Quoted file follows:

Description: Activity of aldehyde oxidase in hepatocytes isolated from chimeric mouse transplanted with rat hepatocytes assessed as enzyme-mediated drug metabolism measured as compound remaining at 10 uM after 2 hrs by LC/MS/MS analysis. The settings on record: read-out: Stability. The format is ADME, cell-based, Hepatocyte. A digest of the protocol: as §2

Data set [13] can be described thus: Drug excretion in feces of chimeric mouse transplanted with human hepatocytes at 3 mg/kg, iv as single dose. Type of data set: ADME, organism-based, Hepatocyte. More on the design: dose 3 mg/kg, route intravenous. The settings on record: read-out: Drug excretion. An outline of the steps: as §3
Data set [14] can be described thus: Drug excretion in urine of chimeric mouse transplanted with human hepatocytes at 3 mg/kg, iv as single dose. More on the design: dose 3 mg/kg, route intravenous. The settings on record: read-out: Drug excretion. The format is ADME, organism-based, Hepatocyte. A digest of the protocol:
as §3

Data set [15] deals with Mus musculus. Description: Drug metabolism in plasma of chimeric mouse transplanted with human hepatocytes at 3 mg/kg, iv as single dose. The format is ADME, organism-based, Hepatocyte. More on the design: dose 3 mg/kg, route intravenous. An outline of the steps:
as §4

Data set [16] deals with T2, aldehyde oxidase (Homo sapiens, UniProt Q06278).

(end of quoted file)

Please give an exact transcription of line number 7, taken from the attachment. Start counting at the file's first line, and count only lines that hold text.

Data set [16] deals with T2, aldehyde oxidase (Homo sapiens, UniProt Q06278).